One of the best things about being a travel writer is that I have the ability to work from anywhere in the world. With a laptop, a camera, and a dependable Internet connection, I can keep my blog updated, write content for clients and publishers, and even design the occasional website. I lived this kind of vagabond life for six months in 2007 when I backpacked around the world, blogging and building my portfolio and loved every moment.
Since returning, I’ve gone back on the road for up to six weeks at a time for travel assignments, but it’s not quite the same as long term, independent travel and frankly, I miss it. Lately I’ve been contemplating heading back out again, as I can live just as cheaply on the road as I can here in the States. But thinking and doing are two entirely different things; I just can’t seem to decide where to go, when to go, or if I should go.
If author Anil Polat is correct, I’m exhibiting classic symptoms that keep people from actually hitting the road long term. In his new e-book, Overcoming the 7 Major Obstacles to Traveling the World, Polat dissects the mental roadblocks that keep us at home. He explains that fear is the biggest factor – fear that travel is too expensive, that we won’t be able to earn enough money to survive while traveling; that we’ll miss our family and friends, etc.
Polat should know; he’s been traveling the world for years and chronicling his journey on his popular travel blog, foXnoMad.com. In keeping with his blog’s tag line: “travel smarter,” Polat has incorporated plenty of smart advice into his e-book, including how to find open wireless networks around the world, how to protect your laptop from hackers, precautions to take if you must use an Internet cafe, and lists of websites where you can watch you favorite TV shows online from anywhere in the world.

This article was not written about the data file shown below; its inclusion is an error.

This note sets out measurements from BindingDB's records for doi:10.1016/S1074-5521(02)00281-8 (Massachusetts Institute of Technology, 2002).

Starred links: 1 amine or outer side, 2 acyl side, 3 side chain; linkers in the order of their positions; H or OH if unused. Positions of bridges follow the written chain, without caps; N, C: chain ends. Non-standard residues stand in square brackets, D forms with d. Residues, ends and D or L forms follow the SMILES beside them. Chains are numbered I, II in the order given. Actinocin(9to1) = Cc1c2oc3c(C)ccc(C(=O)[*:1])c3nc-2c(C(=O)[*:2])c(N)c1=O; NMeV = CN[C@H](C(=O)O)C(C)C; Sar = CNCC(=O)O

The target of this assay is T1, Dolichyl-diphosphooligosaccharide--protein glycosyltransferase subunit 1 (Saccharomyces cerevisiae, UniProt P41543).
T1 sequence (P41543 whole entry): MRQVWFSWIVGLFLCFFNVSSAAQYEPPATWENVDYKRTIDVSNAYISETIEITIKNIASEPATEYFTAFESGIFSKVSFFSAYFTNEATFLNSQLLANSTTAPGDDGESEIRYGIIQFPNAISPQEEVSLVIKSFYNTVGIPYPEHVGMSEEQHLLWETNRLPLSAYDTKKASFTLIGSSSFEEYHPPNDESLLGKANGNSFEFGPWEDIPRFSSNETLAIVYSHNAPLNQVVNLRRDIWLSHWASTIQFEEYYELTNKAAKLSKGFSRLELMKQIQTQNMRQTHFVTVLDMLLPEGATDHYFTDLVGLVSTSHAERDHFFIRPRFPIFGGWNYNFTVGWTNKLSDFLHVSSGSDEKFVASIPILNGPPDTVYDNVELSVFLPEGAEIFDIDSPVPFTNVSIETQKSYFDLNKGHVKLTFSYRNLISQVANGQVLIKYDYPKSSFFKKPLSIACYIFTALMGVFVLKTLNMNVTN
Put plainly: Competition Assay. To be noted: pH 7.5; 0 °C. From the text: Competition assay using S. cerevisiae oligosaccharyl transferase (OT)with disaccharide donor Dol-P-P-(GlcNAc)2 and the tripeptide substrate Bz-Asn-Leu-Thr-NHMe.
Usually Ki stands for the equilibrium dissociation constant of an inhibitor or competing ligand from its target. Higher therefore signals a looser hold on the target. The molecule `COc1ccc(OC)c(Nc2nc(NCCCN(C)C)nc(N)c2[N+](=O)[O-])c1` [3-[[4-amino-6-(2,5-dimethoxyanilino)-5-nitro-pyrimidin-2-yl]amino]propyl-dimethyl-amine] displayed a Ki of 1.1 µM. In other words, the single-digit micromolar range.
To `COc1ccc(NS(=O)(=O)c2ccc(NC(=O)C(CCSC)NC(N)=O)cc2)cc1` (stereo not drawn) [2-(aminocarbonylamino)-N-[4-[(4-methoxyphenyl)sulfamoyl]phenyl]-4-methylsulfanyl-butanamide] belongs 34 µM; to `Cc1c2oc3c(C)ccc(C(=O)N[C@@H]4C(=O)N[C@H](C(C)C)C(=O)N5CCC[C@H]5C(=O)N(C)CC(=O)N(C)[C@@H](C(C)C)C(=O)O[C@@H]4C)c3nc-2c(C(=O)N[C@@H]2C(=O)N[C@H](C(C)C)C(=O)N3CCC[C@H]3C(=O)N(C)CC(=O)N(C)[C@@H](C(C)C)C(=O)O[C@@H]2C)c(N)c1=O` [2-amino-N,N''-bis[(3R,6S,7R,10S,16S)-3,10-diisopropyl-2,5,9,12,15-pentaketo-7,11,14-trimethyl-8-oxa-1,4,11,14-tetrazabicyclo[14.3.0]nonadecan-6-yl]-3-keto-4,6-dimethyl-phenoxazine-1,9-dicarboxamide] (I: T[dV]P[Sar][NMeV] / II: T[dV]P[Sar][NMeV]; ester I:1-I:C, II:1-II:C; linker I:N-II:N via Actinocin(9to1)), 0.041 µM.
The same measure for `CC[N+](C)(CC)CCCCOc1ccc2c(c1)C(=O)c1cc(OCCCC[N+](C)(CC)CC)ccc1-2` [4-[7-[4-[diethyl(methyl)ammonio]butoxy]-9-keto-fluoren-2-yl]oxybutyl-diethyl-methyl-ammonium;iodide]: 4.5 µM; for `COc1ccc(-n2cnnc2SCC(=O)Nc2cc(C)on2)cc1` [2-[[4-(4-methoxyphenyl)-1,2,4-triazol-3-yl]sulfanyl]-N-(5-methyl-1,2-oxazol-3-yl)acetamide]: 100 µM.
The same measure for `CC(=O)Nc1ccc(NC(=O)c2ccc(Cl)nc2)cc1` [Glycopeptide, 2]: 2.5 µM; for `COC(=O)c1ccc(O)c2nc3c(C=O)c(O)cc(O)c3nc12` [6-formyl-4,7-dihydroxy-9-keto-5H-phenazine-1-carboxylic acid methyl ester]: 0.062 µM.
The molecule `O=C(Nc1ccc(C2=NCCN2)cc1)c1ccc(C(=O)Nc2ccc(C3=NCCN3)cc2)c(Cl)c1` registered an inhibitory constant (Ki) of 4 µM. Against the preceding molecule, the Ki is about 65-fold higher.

Overcoming the 7 Major Obstacles to Traveling the World is available for immediate download at foXnoMad.com for only$8.00 and I highly recommend it. Anyone contemplating long-term travel will find it immensely helpful. In fact, the only negative thing I have to say comes in the form of a warning; although Polat’s e-book is only 30 pages long, don’t start reading it unless you have at least two free hours. Clicking on links in the manuscript took me to his blog, where one post led to another and I was soon lost in a maze of articles so stuffed with valuable information that I found it difficult to tear myself away.